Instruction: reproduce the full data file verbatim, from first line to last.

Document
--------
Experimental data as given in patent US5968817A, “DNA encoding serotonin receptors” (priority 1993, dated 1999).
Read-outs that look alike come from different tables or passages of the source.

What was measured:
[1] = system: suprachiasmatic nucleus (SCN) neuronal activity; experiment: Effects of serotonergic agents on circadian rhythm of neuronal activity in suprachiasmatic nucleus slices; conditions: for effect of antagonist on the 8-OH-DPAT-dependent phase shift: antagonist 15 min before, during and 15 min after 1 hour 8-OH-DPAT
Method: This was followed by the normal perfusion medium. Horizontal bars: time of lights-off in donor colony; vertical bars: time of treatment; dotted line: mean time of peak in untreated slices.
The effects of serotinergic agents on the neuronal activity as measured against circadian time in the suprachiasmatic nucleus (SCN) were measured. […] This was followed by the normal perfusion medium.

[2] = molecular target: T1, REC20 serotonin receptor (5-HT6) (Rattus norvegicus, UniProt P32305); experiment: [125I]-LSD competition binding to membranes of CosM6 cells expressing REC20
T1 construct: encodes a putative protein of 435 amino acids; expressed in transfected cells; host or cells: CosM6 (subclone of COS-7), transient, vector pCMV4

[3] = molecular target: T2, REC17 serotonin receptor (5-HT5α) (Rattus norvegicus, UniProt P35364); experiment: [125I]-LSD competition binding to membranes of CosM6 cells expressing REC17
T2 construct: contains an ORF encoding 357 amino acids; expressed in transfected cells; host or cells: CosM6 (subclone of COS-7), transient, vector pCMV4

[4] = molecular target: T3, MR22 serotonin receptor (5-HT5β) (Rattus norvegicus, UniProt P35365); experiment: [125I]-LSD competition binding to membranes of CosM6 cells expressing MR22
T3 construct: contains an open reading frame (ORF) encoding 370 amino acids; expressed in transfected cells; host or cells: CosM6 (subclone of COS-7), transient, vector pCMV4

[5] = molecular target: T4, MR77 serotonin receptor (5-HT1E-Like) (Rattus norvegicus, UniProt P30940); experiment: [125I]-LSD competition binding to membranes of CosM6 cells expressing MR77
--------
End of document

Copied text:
Experimental data as given in patent US5968817A, “DNA encoding serotonin receptors” (priority 1993, dated 1999).
Read-outs that look alike come from different tables or passages of the source.

What was measured:
[1] = system: suprachiasmatic nucleus (SCN) neuronal activity; experiment: Effects of serotonergic agents on circadian rhythm of neuronal activity in suprachiasmatic nucleus slices; conditions: for effect of antagonist on the 8-OH-DPAT-dependent phase shift: antagonist 15 min before, during and 15 min after 1 hour 8-OH-DPAT
Method: This was followed by the normal perfusion medium. Horizontal bars: time of lights-off in donor colony; vertical bars: time of treatment; dotted line: mean time of peak in untreated slices.
The effects of serotinergic agents on the neuronal activity as measured against circadian time in the suprachiasmatic nucleus (SCN) were measured. […] This was followed by the normal perfusion medium.

[2] = molecular target: T1, REC20 serotonin receptor (5-HT6) (Rattus norvegicus, UniProt P32305); experiment: [125I]-LSD competition binding to membranes of CosM6 cells expressing REC20
T1 construct: encodes a putative protein of 435 amino acids; expressed in transfected cells; host or cells: CosM6 (subclone of COS-7), transient, vector pCMV4

[3] = molecular target: T2, REC17 serotonin receptor (5-HT5α) (Rattus norvegicus, UniProt P35364); experiment: [125I]-LSD competition binding to membranes of CosM6 cells expressing REC17
T2 construct: contains an ORF encoding 357 amino acids; expressed in transfected cells; host or cells: CosM6 (subclone of COS-7), transient, vector pCMV4

[4] = molecular target: T3, MR22 serotonin receptor (5-HT5β) (Rattus norvegicus, UniProt P35365); experiment: [125I]-LSD competition binding to membranes of CosM6 cells expressing MR22
T3 construct: contains an open reading frame (ORF) encoding 370 amino acids; expressed in transfected cells; host or cells: CosM6 (subclone of COS-7), transient, vector pCMV4

[5] = molecular target: T4, MR77 serotonin receptor (5-HT1E-Like) (Rattus norvegicus, UniProt P30940); experiment: [125I]-LSD competition binding to membranes of CosM6 cells expressing MR77